Tracking raptors on the coast
Every fall, ospreys, falcons, eagles, hawks and other raptors migrate through the Chesapeake Bay region on their way to warmer places. And as they do, groups of volunteers keep track of them as part of the Hawk Watch initiative - an international effort to study raptors during their migratory period.
There is, for example, Jen Ottinger, who keeps her binoculars fixed on the sky from a perch at Cape Henlopen State Park in Delaware. She has participated in the Hawk Watch, which runs from September 1 to November 30 ever year, since 1995. And she says she can see hundreds to thousands of birds in a single day - including raptors.
"I’m a total raptor enthusiast," Ottinger says. "I love studying raptors; I’ve been all over the US doing raptor surveys, and migration is amazing because you can see 15 different species of raptor in one day."
Ottinger and her fellow Hawk Watchers focus on recording the number and types of raptors passing through their region and they feed that information into a universal population database.
When she scans the sky, she looks for wing shape, size and flapping style for clues as to what raptors are flying by. And she has a few other clues, as well.
For starters, the birds need to be moving "southerly with purpose," she says.
"You can tell by their behavior.They’re on a mission; they’re trying to get somewhere."
Ottinger and the hawk watchers also help identify trends as they log two defined pathways in the Chesapeake region: Coastal migration and ridge migration. Adult raptors tend to take the ridge path through the mountains of Western Maryland, while the younger ones—typically less than a year old—drift east and fly along the coast.
Dave Brinker, an ecologist with Maryland’s Department of Natural Resources, says younger birds "don’t know the geography as well" as the older ones.
Sure, migration is "hardwired into them genetically," he says. But they "get blown away from the best places to migrate like the mountain ridges, and they drift onto the coastal plain."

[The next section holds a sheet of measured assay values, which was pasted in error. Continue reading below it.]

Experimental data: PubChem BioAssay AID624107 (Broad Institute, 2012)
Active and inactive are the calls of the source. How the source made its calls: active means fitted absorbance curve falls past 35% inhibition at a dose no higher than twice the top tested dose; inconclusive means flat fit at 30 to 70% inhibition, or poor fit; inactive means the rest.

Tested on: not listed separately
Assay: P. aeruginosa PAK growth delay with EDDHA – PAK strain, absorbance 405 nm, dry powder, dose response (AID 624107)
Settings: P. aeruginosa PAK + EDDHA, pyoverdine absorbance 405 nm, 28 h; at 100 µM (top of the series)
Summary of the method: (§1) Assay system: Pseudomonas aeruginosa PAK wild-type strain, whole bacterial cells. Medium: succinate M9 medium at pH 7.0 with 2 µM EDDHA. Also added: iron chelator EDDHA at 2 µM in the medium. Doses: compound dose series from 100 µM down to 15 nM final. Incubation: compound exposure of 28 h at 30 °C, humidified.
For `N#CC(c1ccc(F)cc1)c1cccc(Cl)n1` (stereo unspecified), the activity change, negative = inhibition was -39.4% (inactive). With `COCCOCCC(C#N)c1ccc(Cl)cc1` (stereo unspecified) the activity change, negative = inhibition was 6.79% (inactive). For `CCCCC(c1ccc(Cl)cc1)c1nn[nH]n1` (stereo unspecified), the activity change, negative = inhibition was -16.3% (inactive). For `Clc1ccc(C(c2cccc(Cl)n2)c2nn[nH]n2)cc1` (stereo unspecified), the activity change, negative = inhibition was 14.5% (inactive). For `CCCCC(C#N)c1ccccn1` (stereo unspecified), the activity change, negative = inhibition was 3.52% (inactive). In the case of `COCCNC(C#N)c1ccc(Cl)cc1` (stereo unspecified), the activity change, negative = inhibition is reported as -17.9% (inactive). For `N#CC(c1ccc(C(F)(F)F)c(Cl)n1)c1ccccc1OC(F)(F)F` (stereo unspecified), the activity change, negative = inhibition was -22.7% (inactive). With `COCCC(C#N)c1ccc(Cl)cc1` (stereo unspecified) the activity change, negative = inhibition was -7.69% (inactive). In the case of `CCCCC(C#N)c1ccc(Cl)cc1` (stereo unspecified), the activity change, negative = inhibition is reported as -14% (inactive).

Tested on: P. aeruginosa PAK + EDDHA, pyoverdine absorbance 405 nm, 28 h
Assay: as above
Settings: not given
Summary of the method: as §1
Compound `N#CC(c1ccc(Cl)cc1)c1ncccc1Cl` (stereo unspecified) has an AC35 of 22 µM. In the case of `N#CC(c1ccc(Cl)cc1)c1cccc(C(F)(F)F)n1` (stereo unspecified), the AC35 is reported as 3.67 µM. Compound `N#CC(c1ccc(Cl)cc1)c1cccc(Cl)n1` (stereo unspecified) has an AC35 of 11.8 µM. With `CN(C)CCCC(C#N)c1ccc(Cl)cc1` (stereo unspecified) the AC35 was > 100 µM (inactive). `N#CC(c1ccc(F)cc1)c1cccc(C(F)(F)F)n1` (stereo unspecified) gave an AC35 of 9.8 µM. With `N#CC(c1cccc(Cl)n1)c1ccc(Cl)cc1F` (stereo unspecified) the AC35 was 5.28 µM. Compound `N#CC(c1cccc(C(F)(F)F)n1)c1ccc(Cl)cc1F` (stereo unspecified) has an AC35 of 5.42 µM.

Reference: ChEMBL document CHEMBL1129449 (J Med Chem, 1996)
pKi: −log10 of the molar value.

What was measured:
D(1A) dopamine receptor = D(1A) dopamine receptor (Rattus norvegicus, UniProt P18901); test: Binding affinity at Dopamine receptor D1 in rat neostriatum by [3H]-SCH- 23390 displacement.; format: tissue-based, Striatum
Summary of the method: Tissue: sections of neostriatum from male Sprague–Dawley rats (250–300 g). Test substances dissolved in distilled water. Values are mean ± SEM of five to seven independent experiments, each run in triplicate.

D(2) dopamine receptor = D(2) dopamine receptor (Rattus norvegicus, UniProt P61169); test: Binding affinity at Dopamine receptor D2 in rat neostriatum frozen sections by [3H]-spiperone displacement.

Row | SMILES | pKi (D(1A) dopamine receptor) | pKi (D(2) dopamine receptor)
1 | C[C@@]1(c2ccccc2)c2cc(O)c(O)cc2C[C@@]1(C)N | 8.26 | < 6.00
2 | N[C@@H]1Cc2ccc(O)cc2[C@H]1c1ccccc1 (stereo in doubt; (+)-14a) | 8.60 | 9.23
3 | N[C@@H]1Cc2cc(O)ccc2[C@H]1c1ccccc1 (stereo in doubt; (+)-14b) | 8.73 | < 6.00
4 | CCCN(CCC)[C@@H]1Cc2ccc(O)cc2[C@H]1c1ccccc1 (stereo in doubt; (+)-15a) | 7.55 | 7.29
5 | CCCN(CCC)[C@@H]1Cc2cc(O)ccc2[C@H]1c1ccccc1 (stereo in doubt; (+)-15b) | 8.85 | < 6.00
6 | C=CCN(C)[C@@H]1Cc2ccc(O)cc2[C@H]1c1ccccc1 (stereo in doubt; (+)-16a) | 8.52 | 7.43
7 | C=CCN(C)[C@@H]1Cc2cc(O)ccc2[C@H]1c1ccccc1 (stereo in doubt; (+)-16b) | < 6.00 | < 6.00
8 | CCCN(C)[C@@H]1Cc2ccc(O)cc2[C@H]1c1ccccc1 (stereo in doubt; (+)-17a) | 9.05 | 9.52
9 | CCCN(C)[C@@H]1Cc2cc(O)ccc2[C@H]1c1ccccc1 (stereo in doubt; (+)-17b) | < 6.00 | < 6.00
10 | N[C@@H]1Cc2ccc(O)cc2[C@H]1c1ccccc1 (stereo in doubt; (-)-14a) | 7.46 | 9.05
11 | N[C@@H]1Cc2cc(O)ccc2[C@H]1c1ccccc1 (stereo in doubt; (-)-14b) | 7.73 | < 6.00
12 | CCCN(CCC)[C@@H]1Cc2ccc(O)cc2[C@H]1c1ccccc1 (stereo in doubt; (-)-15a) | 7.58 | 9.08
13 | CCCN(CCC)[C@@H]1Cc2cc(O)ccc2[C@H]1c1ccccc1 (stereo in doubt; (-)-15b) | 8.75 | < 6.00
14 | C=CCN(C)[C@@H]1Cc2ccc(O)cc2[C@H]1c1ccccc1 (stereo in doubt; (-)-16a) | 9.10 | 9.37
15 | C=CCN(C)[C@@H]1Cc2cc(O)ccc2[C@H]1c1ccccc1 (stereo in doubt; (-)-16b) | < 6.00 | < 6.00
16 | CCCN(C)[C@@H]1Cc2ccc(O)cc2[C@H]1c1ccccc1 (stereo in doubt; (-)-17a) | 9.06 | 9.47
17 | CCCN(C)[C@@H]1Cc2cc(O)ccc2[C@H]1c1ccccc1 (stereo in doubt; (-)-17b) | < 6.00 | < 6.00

But while ecologists may understand why young raptors head toward the coast, Brinker says they don’t know the precise path these raptors are taking. That’s why they need hawk watchers spread throughout the region.
"You can’t have a big database if you only just have a few sites," explains Brian Taber, president of the Coastal Virginia Wildlife Observatory.
Taber, who heads up the Kiptopeke Hawk Watch on Virginia’s Eastern Shore, says the data gathered over a number of years will help define the migratory paths and inform future conservation management decisions.
"The more sites the better, the more data points the better," he said. "And when you have statisticians take all that data to try to analyze it, the more you have, the more accurate your information is going to be."
Tracking these young raptors’ coastal paths could also be valuable as states examine building offshore wind farms.
When NRG Bluewater Wind began planning for a wind farm off the coast of Delaware, state wildlife biologists began collecting data to see if raptors and wind turbines could co-exist.
Kate Fleming, one of the biologists, said they "started collecting flight height information to help answer that question."
But NRG’s plan fizzled in 2011 due to lack of funding. And Fleming says they didn’t collect enough data to draw any conclusions. In fact, it could take years to gather enough data to fully understand the potential impact of wind turbines on raptor migration, she said.
That information could become necessary, as NRG Bluewater Wind still holds a federal lease on offshore ocean bottom and could try again.
Meanwhile, USWind, a subsidiary of the Italian firm Renaxia, holds a lease on 125 square miles of federally owned ocean bottom on the outer continental shelf about a dozen miles off Ocean City, MD. Hearings on the company’s application for Offshore renewable Energy Credits begin next week before Maryland’s Public Service Commission and are expected to continue into May.
That means the Hawk Watch volunteers will keep heading out each fall to gather this kind of information -- as they enjoy watching their feathered friends in flight.
Chesapeake: A Journalism Collaborative is funded with grant support from the Clayton Baker Trust, The Bancroft Foundation, Michael and Ann Hankin, The Jim and Patty Rouse Foundation, The Rob and Elizabeth Tyler Foundation, and the Mid-Shore Community Foundation.